Many years ago I was running a weekly game for a group at my local college. I was attending this particular institute one a week as part of a course I was taking at another learning establishment. Meeting new people was always something I enjoyed, and I was eager as ever to expand my social circle. A few of the other students informed me that they enjoyed tabletop gaming, and asking if I would be interested in running a game after class each week. There were four individuals, three guys and one girl and one of the guys had a friend who was taking another class that he said wanted to join too. We all got together in a vacant classroom and rolled up some characters. The group make up was a Fighter, Magic user, Cleric, Thief and a Barbarian. The game started that following week and my initial impressions were optimistic.
We continued for several weeks. As I recall they were exploring a sunken temple in search of a lost scrying orb that belonged to some priestess. The Party had battles with several undead and a few unsavory underground denizens, but eventually they recovered the orb. It was then that their troubles really started. You see they were not the only ones looking for the orb. An evil warlock was also after the prize, and he set his minions against the players and tried to take it from them before they could deliver it. He succeeded, so now our players had to recover it from him.
This is where the first red flag went up. If you remember I mentioned one of the students in my class wanted to bring along a friend? well the friend became very irate when they lost the orb to the Warlocks minions. Now I would like to make the clear distinction that it was the player and not the character that became irate. He began raising his voice at his displeasure, and slung his pencil and sent several dice flying. The look on the other players (all except his friend) was one of surprise and awkward discomfort. I am sure my face displayed a similar look. When Mr angry realized how everyone was viewing his little outburst, he tried to play it of as role playing his Barbarian, but I do not believe there was a single person who bought that excuse. As it was the end of the game session for that week, we all moved past it and tried to ignore it.
Then next week we were back at it. The party had traveled to the Warlocks citadel and were contemplating how to gain entry and steel back the orb. The players were having an open strategy discussion on how to go about gaining access and a few different ideas were floating around. The thief and Magic user wanted to take the covert approach, and have the thief scale the wall and try to find a way to let the rest of the party in. The Fighter and Cleric wanted a more direct approach, but one which still employed strategy, and the Barbarian wanted to just bust down the gate and charge right in. As the players discussed their various points of view, I could not help but notice that the player who had the little tantrum last week was becoming noticeably agitated. He was fidgeting a good bit and getting a little red faced. He was also struggling to keep his voice at the same volume as the rest of the players. Once again he (speaking as his Barbarian) reiterated his opinion that he could lift the gate and they could charge in, catching the Warlock and his minions by surprise. This is where things turned ugly.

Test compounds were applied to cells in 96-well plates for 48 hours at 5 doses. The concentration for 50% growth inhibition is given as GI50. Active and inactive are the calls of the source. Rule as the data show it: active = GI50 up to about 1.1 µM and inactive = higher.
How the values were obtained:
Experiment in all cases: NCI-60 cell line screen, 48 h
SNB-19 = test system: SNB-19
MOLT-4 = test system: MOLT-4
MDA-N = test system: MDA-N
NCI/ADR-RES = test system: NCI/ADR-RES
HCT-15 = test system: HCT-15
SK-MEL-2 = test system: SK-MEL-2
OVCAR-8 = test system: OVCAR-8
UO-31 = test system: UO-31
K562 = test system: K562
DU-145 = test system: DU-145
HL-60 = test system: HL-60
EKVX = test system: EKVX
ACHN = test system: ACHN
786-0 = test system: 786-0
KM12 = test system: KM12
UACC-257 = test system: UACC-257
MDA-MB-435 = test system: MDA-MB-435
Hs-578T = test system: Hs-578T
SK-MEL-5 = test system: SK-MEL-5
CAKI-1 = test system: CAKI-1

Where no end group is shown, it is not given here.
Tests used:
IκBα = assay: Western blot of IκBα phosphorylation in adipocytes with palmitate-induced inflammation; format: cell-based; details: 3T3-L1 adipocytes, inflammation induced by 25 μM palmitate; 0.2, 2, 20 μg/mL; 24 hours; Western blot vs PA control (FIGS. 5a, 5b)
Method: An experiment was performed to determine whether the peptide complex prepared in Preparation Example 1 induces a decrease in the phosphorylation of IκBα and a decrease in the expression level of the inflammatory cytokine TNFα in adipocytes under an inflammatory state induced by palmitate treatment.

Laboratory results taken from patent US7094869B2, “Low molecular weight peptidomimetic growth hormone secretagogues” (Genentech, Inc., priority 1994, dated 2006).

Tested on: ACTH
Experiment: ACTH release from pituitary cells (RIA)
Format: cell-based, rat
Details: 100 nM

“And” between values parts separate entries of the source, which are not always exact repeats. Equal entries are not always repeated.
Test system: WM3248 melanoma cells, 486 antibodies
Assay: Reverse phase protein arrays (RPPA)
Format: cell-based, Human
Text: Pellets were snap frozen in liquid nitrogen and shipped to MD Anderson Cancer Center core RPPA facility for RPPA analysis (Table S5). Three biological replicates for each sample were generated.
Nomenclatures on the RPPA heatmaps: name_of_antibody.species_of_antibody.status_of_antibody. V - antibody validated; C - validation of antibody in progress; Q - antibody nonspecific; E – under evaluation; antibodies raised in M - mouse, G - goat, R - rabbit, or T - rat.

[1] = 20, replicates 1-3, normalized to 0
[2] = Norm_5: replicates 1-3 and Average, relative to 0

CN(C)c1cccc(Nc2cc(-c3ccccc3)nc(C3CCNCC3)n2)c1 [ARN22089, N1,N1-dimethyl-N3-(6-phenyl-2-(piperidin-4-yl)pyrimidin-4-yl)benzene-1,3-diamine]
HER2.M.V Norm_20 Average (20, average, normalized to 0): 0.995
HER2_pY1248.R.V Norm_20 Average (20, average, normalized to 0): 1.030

So the Fighter of the group (still being in character), looks at the Barbarian and says something along the lines of “Well this is the kind of stupid and fool hardy plan I would expect from you”! Well Mr angry lost it. He stood up and hurled his D20 at the player who was controlling the fighter. He then threw loud and enraged verbal insults at him and made his way to the end of the table where the other player sat. The player stood up to meet Mr angry, and said “hey, its all in character man don’t take it personally. I am talking to your Barbarian, not you”! “BULLS**T” was Mr angry’s reply and he then shoved him. Everyone got up and moved away from the table, the girl protesting that this was absurd behavior and the situation was clearly out of hand.
I dived in between the two players, and told Mr angry to cool off and that I was not going to tolerate that kind of emotional outburst, let alone anyone getting physical. I called an early end to the session and everyone went home. That evening I called Mr angry’s friend, and told him that his friend was no longer welcome at the game, and did he want me to tell him or would he rather do it. “Oh no you tell him”, was his reply. He then informed me of his friends anger issues, and that he often was the cause of social unrest. I asked him why? if he knew this, would he invite this person along. He told me that he did not so much ask him, as he overheard a discussion about the upcoming game and invited himself.
There are a few lessons to be learned from this:
One. keep your emotions in check. While bringing a little acted emotion to your character is a good thing, allowing actual unchecked emotion to surface is not.
Two. Keep a line of distinction between player and character. If your character is unhappy with the actions of another character, then that displeasure should be confined to within the game.
Three. There should never be a situation where two players allow things to become heated between them. We are all human and as such will have disagreements, but they need to be handled with civility and decorum.
Four. It is the Dungeon Masters responsibility to deal with these situations should they arise. It may become necessary to involve the players in making decisions, but it is ultimately down to the Dungeon Master to finalize and execute.
At the end of the day, A Role Playing Game can be very engaging. It can cause a variety of emotions to rise within us. It is still our responsibility to control those emotions, and if you can’t, well you probably shouldn’t be playing…………………..